Our paper on how few assets California families have suggests a broader distinction between health coverage and other types of insurance.
Insurance is typically bought to protect one assets, in case of a flood, fire, earthquake, a lawsuit, car crash, etc. You have an asset, you want to insure it, so if you lose it, you get some money back. When I bought a house, I got insurance so that if we lost it, we could not start from scratch to replace it. I also got life insurance at that time, so that if I died, my family could retain our home without the resource of my income. But typically, people of lower incomes or few assets don’t have insurance, not just because they didn’t have the money to buy insurance, but because by definition they don’t have significant assets to protect.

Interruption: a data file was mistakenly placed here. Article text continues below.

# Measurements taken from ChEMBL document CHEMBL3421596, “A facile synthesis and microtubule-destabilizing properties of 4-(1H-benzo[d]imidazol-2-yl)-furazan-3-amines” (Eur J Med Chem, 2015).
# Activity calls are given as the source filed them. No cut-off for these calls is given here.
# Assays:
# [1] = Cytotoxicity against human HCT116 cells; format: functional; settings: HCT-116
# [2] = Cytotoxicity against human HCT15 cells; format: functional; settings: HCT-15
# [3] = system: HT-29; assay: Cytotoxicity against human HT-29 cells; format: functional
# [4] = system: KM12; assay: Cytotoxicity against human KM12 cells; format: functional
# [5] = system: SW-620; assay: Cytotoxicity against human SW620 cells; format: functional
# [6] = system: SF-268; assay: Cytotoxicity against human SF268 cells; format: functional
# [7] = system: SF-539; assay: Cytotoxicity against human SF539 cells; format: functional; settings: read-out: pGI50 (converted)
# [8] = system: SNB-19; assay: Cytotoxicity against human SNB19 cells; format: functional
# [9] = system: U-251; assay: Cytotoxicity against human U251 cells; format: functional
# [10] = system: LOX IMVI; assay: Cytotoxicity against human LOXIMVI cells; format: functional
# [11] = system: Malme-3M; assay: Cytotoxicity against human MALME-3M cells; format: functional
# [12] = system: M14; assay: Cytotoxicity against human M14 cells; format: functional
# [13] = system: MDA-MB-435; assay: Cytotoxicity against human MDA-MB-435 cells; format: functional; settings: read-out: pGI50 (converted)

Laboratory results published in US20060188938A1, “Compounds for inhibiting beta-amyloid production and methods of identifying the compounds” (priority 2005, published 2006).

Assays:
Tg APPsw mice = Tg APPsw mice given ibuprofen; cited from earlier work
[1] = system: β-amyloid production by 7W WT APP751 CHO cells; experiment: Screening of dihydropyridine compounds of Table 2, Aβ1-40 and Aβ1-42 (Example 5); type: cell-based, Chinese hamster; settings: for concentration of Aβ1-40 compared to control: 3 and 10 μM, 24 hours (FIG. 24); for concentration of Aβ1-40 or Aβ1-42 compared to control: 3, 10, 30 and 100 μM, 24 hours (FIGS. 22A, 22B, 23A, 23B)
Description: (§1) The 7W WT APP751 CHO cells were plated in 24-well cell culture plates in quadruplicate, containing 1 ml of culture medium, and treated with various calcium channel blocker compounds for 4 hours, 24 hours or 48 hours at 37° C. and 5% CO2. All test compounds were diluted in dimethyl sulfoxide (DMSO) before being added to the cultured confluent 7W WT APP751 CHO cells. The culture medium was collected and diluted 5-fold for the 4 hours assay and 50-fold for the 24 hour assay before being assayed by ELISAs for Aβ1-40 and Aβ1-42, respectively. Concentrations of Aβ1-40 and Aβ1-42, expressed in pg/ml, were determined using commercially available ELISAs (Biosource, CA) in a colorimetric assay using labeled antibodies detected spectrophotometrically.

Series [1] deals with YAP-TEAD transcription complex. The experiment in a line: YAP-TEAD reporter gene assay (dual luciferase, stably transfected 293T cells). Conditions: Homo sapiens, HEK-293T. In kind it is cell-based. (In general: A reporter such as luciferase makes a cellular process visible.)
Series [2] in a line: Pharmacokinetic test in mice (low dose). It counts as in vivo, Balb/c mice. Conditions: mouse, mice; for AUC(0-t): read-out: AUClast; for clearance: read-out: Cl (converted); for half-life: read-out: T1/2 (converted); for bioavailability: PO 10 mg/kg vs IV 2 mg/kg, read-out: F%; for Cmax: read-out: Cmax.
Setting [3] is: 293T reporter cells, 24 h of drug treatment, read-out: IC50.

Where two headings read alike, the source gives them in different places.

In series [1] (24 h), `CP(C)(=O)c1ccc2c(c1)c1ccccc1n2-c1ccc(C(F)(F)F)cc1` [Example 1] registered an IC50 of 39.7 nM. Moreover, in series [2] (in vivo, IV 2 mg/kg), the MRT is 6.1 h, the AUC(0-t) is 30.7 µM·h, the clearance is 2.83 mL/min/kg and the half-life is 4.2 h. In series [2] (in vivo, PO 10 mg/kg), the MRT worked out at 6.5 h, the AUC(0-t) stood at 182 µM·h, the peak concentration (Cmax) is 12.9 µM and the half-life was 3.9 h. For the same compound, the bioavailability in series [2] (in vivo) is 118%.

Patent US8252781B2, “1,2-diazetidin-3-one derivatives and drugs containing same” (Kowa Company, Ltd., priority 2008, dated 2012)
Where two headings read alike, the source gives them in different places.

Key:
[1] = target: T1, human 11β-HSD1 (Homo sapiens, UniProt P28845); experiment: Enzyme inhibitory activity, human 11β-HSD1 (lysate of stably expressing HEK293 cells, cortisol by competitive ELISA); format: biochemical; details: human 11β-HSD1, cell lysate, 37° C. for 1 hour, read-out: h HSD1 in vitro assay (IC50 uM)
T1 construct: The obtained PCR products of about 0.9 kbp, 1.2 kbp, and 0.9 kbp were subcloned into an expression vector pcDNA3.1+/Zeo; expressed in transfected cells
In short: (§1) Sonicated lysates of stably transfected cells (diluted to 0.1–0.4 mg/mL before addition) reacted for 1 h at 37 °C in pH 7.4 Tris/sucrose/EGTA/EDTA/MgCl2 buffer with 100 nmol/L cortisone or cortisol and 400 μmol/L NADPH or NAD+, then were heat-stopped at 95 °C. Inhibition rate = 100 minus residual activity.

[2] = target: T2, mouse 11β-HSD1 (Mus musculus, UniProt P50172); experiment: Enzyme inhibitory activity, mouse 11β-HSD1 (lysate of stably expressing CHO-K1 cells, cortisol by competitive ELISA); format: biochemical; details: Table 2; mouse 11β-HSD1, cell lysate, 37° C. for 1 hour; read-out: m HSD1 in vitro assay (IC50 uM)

We appropriately ask much more of health coverage. We ask that it facilitate us to get the care we need, so we can stay healthy, manage chronic conditions, and deal with the sudden emergency. It’s different.
That’s why the high-deductible coverage doesn’t make sense for many, even if it does in other types of insurance, which are geared toward smaller fractions of the population. The oft-made comparison to car insurance misses the point, that it is focused on a self-selected subsection of the population.